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Title: Impacto da fibrilhação auricular nas síndromes coronárias agudas
Other Titles: Impact of atrial fibrillation in acute coronary syndrome
Author: Torres, M
Rocha, S
Marques, J
Nabais, S
Rebelo, A
Álvares-Pereira, M
Azevedo, P
Correia, A
Keywords: Fibrilhação Auricular
Síndrome Coronária Aguda
Issue Date: 2008
Publisher: Sociedade Portuguesa de Cardiologia
Citation: Rev Port Cardiol. 2008;27(11):1407-18.
Abstract: INTRODUCTION: Atrial fibrillation (AF) is a relatively common arrhythmia in the context of acute coronary syndromes (ACS). However, the impact of AF on these patients' survival is not well established. The present study aimed to estimate the prevalence of AF in ACS patients and to evaluate its impact on in-hospital and six-month post-event mortality, from any cause. METHODS: This was a retrospective cohort study that included 1183 patients admitted consecutively to a Coronary Care Unit with ACS. Demographic and clinical data and information from various complementary exams were collected and occurrence of AF during the first 48 hours of hospitalization was analyzed. Six-month follow-up was achieved in 95.9% of the patients. Logistic regression statistical analysis was used to identify independent predictors of in-hospital and six-month post-event mortality. RESULTS: AF was diagnosed in 140 patients (11.8%); these patients were older (73.89 +/- 8.69 vs. 63.20 +/- 12.73 years; p<0.0001) and less likely to be male (60.0% vs. 74.1%; p=0.001), and had a lower prevalence of dyslipidemia (32.9% vs. 44.1%; p=0.001) and smoking (10.0% vs. 25.9%; p<0.0001). Fewer patients with AF underwent reperfusion therapy (19.3% vs. 29.7%; p=0.006), beta-blocker therapy (72.1% vs. 85.7%; p<0.0001), and cardiac catheterization (48.2% vs. 62.9%; p=0.001) or percutaneous coronary intervention (14.3% vs. 23.4%; p=0.01). These patients more frequently developed heart failure (54.3% vs. 28.5%; p<0.0001) and more often presented left ventricular dysfunction (69.3% vs. 57.2%; p=0.002). In patients presenting AF, there were significant increases in in-hospital (12.1% vs. 4.2%; p<0.0001) and six-month mortality (27.2% vs. 8.2%. p<0.0001). In multivariate analysis, AF remained an independent marker of in-hospital (OR 1.95; 95% CI 1.03-3.69; p=0.03) and six-month mortality (OR 2.89; 95% CI 1.67-5.00; p=0.0001), as was age >75 years, severe left ventricular dysfunction and heart failure. The performance of coronary angiography correlated with improved prognosis. CONCLUSIONS: AF in the context of ACS is an independent predictor of increased in-hospital and six-month mortality. These findings should be taken into consideration in the management and treatment of such patients.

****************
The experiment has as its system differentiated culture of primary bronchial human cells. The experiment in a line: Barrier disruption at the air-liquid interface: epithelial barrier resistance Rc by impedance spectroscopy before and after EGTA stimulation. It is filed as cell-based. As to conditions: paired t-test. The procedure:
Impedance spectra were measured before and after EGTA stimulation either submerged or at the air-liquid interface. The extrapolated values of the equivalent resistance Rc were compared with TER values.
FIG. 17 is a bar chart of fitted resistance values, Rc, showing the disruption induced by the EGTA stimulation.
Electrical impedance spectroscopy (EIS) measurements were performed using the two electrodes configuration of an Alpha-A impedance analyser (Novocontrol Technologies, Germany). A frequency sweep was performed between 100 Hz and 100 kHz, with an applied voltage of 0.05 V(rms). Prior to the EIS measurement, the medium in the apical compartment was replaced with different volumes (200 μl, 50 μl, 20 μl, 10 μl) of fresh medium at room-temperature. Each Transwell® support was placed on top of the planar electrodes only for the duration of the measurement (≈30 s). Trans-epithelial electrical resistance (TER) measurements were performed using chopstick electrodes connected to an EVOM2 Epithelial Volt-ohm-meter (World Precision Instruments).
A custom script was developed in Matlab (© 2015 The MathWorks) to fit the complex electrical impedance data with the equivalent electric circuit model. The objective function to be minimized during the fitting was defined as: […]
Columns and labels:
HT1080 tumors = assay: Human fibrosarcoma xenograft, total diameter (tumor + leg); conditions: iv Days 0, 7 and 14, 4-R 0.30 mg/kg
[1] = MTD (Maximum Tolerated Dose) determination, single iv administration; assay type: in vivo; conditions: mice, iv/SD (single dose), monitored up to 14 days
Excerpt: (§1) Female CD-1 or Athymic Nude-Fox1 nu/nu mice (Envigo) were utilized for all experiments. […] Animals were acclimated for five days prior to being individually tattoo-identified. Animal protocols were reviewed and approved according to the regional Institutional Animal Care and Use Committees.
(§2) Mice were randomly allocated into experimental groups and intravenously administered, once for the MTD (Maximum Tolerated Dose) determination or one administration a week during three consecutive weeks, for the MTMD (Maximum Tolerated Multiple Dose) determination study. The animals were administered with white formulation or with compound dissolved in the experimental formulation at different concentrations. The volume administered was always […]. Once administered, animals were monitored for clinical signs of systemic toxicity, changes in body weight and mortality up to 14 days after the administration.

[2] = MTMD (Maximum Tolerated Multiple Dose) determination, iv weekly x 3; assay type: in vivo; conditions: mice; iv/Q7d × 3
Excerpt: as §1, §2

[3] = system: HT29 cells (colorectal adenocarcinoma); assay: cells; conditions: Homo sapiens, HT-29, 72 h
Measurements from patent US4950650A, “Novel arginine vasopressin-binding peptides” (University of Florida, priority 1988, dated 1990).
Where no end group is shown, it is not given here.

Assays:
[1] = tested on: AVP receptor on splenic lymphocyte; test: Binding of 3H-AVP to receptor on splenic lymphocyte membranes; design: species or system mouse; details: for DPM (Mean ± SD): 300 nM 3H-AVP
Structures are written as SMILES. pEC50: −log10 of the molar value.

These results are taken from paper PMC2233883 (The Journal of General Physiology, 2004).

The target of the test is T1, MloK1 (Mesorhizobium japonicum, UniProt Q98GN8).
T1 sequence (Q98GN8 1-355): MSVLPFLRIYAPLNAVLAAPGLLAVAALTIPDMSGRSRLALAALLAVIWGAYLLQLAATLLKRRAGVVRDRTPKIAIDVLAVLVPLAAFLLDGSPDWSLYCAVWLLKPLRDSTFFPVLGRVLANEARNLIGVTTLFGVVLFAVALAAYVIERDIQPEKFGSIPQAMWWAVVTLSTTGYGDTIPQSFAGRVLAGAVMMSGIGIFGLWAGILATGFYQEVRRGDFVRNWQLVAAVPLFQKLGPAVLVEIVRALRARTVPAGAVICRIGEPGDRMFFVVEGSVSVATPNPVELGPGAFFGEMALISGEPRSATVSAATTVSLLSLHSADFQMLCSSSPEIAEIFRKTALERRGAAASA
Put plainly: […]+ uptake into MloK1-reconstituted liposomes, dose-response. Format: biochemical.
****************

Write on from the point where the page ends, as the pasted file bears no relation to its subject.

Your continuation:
Peer review: yes
Appears in Collections:HB - CAR - Artigos

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